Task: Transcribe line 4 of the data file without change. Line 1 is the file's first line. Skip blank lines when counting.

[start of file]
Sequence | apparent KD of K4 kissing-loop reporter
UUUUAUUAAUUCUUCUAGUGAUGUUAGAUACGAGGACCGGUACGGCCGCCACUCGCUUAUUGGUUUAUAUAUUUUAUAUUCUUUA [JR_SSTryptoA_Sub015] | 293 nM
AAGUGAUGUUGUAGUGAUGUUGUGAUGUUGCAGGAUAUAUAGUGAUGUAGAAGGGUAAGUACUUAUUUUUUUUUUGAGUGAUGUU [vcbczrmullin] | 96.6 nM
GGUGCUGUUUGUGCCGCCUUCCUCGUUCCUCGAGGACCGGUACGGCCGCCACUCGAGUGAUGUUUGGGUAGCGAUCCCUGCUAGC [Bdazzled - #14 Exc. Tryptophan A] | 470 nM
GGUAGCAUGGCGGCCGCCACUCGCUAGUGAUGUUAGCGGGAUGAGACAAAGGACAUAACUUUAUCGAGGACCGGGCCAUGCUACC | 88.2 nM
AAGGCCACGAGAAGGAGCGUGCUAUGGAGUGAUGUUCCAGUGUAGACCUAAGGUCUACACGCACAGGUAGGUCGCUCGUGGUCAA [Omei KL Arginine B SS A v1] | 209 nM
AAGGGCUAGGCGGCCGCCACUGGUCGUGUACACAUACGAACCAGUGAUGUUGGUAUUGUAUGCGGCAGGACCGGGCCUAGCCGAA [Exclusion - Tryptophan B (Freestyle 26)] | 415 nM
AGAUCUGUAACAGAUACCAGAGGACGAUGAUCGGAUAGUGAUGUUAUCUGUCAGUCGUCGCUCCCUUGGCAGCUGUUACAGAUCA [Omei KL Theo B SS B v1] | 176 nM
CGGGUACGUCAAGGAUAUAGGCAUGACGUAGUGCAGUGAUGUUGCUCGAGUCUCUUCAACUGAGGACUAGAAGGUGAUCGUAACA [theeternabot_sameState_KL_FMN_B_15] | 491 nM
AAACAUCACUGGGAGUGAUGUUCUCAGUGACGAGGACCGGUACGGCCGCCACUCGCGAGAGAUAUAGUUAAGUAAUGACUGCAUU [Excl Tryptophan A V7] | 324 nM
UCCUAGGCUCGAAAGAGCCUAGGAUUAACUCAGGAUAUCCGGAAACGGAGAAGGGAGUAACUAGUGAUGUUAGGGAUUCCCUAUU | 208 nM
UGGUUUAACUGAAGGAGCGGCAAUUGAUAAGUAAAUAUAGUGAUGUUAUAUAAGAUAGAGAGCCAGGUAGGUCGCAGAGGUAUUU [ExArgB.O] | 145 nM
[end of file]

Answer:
GGUGCUGUUUGUGCCGCCUUCCUCGUUCCUCGAGGACCGGUACGGCCGCCACUCGAGUGAUGUUUGGGUAGCGAUCCCUGCUAGC [Bdazzled - #14 Exc. Tryptophan A] | 470 nM